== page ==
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An Approach to Real-Time Support in Ad Hoc Wireless Networks

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  1. An Approach to Real-Time Support in Ad Hoc Wireless Networks Mark Gleeson gleesoma@cs.tcd.ie Distributed Systems Group Dept of Computer Science Trinity College, Dublin Supported by the

  2. Overview • Introduce Real-Time • Wireless Issues and Challenges • Our Proposal, TBMAC • Summary

  3. Real-time what do we mean? • Much confusion exists over the meaning of “real-time” • The IEEE define a real-time system as: “A real-time computer system is a computer system in which the correctness of the system demands not only on the logical results of the computations but also the physical instant at which these results are produced” • We have both a temporal and computational accuracy requirement

  4. Real Time Systems • Event Triggered • Processing initiated for each event • Asynchronous • Need to cope with varying load • Deterministic execution? • Time Triggered • Events processed at predetermined intervals • Synchronous • System specified for a known bounded load • Can reserve communication bandwidth in advance

  5. Our Wireless Domain • Short range wireless communication • Highly dynamic network • Mobility • High risk of node failure • Limited bandwidth • No central point of control

  6. Media Access with CSMA/CA • Carrier sense media access collision avoidance • Two methods of carrier sensing • Physical – Actually listen • Virtual – Have prior knowledge that someone else (may) be transmitting • Can’t listen and transmit at same time • Avoidance not detection

  7. Fair Vs Time Bounded • Under CSMA must contend for medium for every transmission • Promotes fairness • No state information to maintain • Unsuitable for time bounded traffic • Capture • A station which accesses the medium first can lock out other stations for a significant duration

  8. Channel Access in 802.11

  9. 4 Key Observations • Contention is at the receiver not the transmitter • Congestion is location dependant. • Each node should propagate congestion information. • There is a need for synchronisation to ensure effective use of the contention windows. Bharghavan, V et al, MACAW: A media mac protocol for wireless LAN’s. SIGCOMM Comput. Commun. Rev. 24, 4 (1994)

  10. 802.11 Issues • Contention resolved non deterministically • Optimistic media access • Exponential random back off function • Beacon Frames • Sent by stations to seek out other stations • Provides the “Plug n’Play” element of 802.11 • Low level MAC layer function • Key to 802.11 protocol • Shares same CSMA access method • Beacons contend with data traffic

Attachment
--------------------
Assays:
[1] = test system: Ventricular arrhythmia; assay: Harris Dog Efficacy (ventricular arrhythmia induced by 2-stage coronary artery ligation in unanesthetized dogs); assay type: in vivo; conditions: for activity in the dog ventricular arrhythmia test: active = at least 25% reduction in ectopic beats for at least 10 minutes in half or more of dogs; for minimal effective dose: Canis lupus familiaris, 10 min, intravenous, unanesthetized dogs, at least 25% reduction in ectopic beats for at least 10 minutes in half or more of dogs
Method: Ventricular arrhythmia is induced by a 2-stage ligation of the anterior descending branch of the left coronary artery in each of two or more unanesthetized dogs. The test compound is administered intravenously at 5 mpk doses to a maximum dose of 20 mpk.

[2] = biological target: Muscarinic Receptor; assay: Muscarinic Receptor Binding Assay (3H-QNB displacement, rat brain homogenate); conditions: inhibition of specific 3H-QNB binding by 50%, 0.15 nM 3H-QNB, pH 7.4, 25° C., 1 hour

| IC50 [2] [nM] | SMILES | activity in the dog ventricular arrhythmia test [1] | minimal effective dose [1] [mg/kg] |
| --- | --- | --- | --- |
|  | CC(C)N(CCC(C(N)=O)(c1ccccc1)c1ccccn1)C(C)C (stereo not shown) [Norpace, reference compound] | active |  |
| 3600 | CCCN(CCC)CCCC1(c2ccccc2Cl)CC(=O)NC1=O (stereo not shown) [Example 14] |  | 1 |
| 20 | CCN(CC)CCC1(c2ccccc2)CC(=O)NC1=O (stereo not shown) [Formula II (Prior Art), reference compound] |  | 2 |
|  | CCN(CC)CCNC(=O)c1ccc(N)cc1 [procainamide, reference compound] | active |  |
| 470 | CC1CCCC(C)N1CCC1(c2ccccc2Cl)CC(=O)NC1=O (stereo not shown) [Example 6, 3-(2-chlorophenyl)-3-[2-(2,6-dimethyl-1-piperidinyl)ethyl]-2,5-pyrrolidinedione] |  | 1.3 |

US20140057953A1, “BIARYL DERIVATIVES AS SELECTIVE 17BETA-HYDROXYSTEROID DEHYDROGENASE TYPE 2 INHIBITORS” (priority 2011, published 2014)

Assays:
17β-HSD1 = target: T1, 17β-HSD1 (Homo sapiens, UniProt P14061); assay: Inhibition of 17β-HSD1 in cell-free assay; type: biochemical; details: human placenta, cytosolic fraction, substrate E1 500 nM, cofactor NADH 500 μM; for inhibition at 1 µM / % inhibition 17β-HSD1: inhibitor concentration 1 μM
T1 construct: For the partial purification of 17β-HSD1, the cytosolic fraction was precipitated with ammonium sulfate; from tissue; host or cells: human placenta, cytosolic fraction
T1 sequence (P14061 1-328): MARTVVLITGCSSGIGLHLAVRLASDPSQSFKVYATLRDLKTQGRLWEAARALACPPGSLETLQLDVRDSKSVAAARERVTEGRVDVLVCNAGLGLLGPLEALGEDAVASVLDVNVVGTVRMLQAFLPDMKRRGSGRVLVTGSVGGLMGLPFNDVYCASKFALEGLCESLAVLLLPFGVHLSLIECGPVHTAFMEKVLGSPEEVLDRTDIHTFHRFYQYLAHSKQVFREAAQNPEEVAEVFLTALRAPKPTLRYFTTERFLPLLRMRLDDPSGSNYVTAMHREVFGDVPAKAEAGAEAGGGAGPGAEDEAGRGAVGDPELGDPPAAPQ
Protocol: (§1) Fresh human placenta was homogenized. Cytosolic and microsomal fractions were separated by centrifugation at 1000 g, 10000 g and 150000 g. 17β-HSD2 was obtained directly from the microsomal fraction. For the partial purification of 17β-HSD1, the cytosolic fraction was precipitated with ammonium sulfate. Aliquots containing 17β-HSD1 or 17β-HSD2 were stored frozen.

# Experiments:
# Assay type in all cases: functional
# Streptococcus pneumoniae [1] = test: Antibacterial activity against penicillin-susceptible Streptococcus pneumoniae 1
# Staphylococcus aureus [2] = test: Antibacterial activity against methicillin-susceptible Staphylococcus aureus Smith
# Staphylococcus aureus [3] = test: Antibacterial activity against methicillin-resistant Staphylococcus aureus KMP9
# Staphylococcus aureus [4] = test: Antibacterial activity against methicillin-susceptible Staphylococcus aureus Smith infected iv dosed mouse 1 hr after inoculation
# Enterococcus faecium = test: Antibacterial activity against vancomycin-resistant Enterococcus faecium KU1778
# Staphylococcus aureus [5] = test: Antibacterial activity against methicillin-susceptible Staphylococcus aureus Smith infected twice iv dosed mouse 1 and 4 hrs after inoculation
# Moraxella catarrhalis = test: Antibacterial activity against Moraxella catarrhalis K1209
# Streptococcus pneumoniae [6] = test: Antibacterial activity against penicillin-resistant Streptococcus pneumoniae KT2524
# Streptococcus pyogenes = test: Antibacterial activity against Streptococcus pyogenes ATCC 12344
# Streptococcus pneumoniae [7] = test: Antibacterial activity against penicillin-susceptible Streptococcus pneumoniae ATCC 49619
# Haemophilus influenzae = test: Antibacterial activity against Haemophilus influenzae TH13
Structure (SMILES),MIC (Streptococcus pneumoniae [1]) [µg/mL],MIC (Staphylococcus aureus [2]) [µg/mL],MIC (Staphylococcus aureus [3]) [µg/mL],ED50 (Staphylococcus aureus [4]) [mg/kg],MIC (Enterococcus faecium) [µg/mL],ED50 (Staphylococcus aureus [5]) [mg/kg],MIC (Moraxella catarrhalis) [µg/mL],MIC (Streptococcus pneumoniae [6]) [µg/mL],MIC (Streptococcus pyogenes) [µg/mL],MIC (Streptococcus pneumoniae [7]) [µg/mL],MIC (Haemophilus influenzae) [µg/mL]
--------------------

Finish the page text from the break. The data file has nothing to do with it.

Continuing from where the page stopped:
11. 802.11 Issues • Quality of Service • 802.11e still fundamentally 802.11b • Adds separate queues for traffic types • Some changes in media access priority • Fixed access point only • 802.11p for Distributed Short Range Communication (DSRC) • Basically 802.11a • Shared control channel • To be used to provide inter vehicle safety information in automotive applications

  12. Chaos in 802.11

  13. Time Division Multiple Access • TDMA, Time Division Multiple Access • A slotted medium access control protocol • Only one station can transmit in each slot • Packet transmission is collision and contention free • Deterministic transmission delays

  14. What is TBMAC? • Real Time Medium Access Control • Deterministic communication to support a wide range of distributed applications • Supports time triggered protocols • Based on TDMA • Distributed co-ordination • No single point of failure • Reliable atomic multicast protocol

  15. Need location service to select cell frequency Emerging trend to fit GPS Cellular Structure Spatial reuse Intercell comunication Transmission range overlaps 4 5 6 3 2 5 1 3 4 0 1 6 4 2 5 6 3 2 1 What is TBMAC?

  16. What is TBMAC ? • Solves TDMA bootstrapping problem • To transmit you need a slot • If you can’t transmit you can’t request a slot !!! • Divides the TDMA cycle into: • A contention free period using TDMA • A contention period using slotted CSMA • Each packet contains a slot bitmap • Data structure with brief details of slot allocations

  17. Stability with TDMA

  18. Chaos in 802.11

  19. Current Status • Full implementation in NS2 simulator • Fully evaluated • Software implementation using 802.11 • Software implementation is restricted • Still have 802.11 CSMA active on card • Performance overhead • A hardware implementation is planned • Improved performance • Avoid 802.11 issues

  20. In Review • Defined Real-Time • Temporal and computational accuracy requirement • Challenging practical demands • Time triggered protocols best suited • Shown 802.11 unsuitable • Adapting 802.11 not possible • Randomness, Beacons, Carrier Sense • Introduced TBMAC • Deterministic communication to support a wide range of distributed applications

  21. Chaos in 802.11